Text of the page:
UC Berkeley Chancellor meets with Richmond community about Global Campus

on December 12, 2014

The Chancellor of the University of California, Berkeley, Nicholas Dirks, traveled to Richmond yesterday to meet with community stakeholders and city officials about the proposed new Global Campus.

Dirks assured Richmond that the economic benefits of the campus would be shared with the community. The project has raised concerns among the Richmond community as well as hopes.

Speaking Thursday at the Richmond field station, which will be the site of the new campus, the Chancellor reassured community stakeholders that his intentions were to involve the local community in the development of the campus and in the decision making process.

“It’s critical that we work together,” he said. “This has to bring prosperity for the community. And if it doesn’t we will have failed.”

Although the Global Campus is still likely years away from groundbreaking, the Chancellor said he was working on partnerships with universities from across the Bay and around the world for its development. These partners could include the University of California San Francisco, the Lawrence Berkeley Laboratory, and a Chinese university.

Richmond City Manager Bill Lindsay, who also spoke, welcomed the Chancellor’s plan.  “This project is the biggest since the shipyards, we are going to make sure that it takes us to the next 100 years of economic growth.”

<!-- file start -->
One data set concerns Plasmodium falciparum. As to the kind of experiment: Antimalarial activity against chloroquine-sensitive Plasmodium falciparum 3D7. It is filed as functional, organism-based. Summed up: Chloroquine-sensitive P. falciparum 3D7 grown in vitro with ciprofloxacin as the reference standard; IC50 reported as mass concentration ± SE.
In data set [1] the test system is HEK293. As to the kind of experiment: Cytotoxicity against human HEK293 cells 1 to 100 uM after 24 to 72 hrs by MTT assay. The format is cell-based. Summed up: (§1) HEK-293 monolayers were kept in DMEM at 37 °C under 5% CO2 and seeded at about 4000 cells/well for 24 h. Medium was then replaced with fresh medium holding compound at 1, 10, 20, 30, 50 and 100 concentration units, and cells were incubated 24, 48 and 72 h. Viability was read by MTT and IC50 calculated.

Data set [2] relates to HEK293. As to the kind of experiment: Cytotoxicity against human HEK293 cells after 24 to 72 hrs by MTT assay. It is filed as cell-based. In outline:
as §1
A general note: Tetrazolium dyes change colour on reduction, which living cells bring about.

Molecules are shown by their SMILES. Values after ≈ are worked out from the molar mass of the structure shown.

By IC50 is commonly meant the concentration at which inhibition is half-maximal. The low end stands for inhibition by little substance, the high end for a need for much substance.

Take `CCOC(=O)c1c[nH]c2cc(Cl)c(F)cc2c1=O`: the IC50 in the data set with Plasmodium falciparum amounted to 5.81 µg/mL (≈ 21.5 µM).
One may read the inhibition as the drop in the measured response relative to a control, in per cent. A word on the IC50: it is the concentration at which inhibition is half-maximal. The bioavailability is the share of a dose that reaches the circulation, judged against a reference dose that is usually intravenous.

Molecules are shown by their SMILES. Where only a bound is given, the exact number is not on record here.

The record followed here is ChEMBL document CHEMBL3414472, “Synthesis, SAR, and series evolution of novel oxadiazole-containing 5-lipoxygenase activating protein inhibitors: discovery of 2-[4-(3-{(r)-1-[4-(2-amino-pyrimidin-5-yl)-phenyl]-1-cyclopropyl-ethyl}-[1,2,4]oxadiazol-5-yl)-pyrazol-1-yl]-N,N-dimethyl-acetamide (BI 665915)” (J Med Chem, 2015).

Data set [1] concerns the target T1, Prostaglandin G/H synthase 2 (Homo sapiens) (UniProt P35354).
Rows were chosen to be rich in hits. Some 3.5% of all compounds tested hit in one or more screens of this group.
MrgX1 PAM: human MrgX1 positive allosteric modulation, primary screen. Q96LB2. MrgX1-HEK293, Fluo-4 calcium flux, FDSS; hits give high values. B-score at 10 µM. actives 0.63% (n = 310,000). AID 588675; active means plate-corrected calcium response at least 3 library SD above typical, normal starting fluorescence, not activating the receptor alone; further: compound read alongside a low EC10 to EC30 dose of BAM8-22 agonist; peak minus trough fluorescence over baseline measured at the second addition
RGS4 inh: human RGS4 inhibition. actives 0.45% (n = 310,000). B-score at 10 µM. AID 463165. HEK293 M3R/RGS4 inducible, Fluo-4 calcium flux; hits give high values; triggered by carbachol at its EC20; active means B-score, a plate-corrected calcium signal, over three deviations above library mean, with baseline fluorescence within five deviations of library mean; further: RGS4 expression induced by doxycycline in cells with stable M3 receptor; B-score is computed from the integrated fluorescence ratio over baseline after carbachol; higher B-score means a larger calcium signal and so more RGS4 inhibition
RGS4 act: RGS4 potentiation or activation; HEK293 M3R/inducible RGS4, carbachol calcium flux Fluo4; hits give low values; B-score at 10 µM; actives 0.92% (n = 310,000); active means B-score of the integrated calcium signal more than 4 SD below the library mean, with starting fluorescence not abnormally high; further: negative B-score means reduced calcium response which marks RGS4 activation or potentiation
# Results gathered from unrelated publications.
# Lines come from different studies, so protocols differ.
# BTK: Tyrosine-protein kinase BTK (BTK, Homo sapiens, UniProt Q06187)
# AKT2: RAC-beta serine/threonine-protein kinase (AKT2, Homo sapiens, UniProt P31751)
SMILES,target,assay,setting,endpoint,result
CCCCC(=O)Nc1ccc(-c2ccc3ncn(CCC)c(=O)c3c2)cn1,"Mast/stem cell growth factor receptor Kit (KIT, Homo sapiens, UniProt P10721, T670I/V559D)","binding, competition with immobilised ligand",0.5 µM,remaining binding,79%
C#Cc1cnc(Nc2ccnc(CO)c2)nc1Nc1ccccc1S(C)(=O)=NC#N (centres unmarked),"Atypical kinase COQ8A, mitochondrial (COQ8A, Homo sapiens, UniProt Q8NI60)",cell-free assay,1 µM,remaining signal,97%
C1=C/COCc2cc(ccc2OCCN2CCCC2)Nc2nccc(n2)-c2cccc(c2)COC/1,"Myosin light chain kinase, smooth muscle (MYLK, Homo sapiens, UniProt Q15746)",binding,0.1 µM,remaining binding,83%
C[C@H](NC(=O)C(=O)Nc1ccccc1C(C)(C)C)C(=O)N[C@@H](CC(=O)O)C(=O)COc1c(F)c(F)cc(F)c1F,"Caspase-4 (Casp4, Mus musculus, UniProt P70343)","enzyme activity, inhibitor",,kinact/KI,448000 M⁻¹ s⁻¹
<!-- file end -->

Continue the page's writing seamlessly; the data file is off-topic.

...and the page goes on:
Lindsay said the development of the campus has the potential of creating 13,000 jobs for Richmond, 4,070 new housing units, and 145 acres of open space around the campus.

Originally a project of the Lawrence Berkeley Lab, the Richmond campus was put on hold this year as the Lab suffered budget cuts from the Department of Energy.

At that point, the University and the Lab had both committed to local goals of hiring, education and training opportunities for the Richmond community.

Before the University took over, community members started pushing the idea of a legally binding agreement, fearing the University, in the long haul, would not hold to its commitments.

This week the Chancellor did not commit to an agreement, saying that anything legal “requires legal people to be there,” but promised to come back two months from now to hear Richmond out. He committed to not signing any development agreement with a contractor before hearing the community’s recommendations.

“We don’t know what he’s going to do yet, but he seems open to hearing about the agreement,” said Aram Hodess, business manager of the Plumbers Union.

“He sounds promising,” said Cristina Hernandez, Executive Director of CCISCO, a local interfaith organization, “he’s becoming more familiarized and involved with our reality.”

But some community members struck a note of skepticism.  “The low income families of Richmond have been promised a lot of things that have never come true,” said Pastor Donnell Jones of the New Hope Missionary Baptist Church. “We just don’t want another one.”

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